In Martin Scorsese‘s The Aviator (’04), Cate Blanchett‘s impersonation of Kate Hepburn (that fluttery Bringing Up Baby laugh on the golf course) earned her a Best Supporting Actress Oscar.

Seven years later Blanchett delivered another based-on performance, a financially fallen woman who was half Ruth Madoff and half Blanche DuBois, in Woody Allen‘s Blue Jasmine, this time snagging a Best Actress Oscar.

In Todd Field‘s TAR Blanchett plays an obsessive and emotionally ruthless orchestra conductor who gets eaten by cancel culture. It’s almost certainly her grandest and far-reachingest effort, and the first Oscar-heat performance that is entirely Blanchett’s creation — no echoes of perviously celebrated actress or notorious characters. And there’s really no way she doesn’t win her third Oscar for this on 3.12.23.

Partly because Blanchett’s competition is so comparatively underwhelming — nobody else is quite in her class.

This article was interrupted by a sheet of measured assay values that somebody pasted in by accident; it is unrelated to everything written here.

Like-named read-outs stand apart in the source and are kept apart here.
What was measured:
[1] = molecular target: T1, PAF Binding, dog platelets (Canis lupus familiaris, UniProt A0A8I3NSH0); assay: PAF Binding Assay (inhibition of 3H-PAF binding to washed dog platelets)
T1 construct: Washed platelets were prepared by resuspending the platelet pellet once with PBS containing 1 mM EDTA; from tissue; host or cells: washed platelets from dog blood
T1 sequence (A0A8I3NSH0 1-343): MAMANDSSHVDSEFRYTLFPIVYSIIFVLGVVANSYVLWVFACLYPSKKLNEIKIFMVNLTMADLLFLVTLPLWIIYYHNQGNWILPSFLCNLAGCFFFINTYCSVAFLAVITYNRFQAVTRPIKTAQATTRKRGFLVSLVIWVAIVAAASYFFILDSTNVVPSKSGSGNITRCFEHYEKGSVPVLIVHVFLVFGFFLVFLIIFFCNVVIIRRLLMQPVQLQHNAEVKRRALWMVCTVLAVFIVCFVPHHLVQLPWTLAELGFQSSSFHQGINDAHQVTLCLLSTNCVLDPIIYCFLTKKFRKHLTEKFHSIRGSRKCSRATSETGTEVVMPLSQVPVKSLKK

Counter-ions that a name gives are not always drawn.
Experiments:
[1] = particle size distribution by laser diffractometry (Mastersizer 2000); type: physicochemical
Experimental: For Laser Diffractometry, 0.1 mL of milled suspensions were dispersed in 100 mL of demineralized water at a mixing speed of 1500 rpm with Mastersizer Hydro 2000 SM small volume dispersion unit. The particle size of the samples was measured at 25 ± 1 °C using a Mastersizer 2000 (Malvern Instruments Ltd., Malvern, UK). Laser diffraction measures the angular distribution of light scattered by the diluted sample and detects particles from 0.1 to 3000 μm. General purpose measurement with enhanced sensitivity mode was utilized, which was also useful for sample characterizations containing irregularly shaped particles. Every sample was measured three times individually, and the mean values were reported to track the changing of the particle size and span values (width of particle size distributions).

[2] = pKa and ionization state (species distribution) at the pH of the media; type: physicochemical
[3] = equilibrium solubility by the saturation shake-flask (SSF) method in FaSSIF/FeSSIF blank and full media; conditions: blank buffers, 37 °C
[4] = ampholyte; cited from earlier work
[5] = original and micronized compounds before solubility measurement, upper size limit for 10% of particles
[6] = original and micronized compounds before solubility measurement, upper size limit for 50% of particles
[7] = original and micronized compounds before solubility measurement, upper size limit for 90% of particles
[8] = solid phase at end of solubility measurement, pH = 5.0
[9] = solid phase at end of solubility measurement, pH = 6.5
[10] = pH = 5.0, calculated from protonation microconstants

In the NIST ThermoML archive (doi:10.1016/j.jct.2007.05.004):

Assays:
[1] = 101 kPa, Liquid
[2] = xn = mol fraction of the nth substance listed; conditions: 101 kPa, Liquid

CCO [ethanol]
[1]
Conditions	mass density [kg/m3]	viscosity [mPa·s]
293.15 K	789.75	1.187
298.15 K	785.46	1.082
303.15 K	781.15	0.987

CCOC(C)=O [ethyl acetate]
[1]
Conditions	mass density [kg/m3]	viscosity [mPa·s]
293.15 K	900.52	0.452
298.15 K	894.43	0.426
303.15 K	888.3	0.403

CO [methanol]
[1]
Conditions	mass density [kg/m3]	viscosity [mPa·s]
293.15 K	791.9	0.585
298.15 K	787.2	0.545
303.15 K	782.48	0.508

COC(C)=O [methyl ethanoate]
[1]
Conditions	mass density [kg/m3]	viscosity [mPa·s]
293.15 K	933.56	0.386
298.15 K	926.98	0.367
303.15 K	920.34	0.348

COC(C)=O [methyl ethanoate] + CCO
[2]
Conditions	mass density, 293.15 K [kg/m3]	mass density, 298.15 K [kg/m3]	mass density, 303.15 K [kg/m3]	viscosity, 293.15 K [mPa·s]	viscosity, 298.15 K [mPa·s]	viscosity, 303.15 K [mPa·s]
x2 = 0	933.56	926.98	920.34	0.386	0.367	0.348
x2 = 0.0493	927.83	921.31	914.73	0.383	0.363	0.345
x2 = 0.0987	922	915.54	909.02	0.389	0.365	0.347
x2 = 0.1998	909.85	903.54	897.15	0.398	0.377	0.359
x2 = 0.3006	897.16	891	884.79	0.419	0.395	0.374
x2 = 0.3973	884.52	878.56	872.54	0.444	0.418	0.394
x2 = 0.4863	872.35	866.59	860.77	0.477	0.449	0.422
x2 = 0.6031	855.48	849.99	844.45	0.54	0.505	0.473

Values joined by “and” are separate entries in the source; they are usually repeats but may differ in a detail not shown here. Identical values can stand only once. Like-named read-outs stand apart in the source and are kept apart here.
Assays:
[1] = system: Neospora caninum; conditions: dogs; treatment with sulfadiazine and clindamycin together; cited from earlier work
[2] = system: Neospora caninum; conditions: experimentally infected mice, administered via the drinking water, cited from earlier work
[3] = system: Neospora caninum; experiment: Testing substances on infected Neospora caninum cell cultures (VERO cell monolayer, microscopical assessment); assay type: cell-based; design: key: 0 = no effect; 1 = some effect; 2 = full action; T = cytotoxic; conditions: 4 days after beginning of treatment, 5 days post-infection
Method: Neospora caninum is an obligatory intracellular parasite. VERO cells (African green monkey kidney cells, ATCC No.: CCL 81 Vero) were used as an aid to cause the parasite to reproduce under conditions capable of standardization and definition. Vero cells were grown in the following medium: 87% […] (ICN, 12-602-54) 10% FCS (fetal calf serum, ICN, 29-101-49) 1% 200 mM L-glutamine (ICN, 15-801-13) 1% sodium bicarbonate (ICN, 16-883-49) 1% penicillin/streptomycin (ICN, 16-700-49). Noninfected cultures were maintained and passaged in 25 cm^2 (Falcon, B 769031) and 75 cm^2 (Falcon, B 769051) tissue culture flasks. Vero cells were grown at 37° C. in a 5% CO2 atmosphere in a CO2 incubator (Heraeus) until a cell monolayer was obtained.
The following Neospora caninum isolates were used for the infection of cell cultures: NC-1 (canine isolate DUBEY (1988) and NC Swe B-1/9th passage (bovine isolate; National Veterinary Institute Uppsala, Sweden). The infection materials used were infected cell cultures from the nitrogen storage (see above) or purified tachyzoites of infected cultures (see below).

Michelle Yeoh will be Best Actress-nominated for Everything Everywhere All at Once, but the film is a groaner, many 40-plus Academy members hate it, and Yeoh’s nomination will essentially be about her ethnicity…be honest. The EEAAO campaign is based on a DEI approval consensus. Ask yourself what the Academy reaction would be if EEAAO wasn’t about an Asian-American family (white folks don’t verse-jump as a rule but imagine it anyway) and if Yeoh’s character was a stressed-out 50something white woman played by, say, Laura Linney. Or by Jamie Lee Curtis with the IRS investigator played by Yeoh. Be honest.

There’s no question that Michelle Williams as the peculiar, emotionally eccentric mother in The Fablemans is a very broad and actressy performance. While Williams may be be nominated, the buzz has fallen away. I really don’t see her winning.

The most that Till‘s Danielle Deadwyler can hope for is a Best Actress nomination, because that’s as far as things will go.

I’ve heard people say that Margot Robbie‘s feisty, outsized performance in Babylon made them recoil, and given the negative reactions to Damien Chazelle‘s 1920s Hollywood epic I wouldn’t be surprised if Robbie is passed over.

Ana de Armas expertly did what she told to do in dramatizing the ache and trauma of Marilyn Monroe‘s sad life, but Andrew Dominik‘s Blonde is too deeply despised.

Viola Davis in The Woman King? No room at the inn.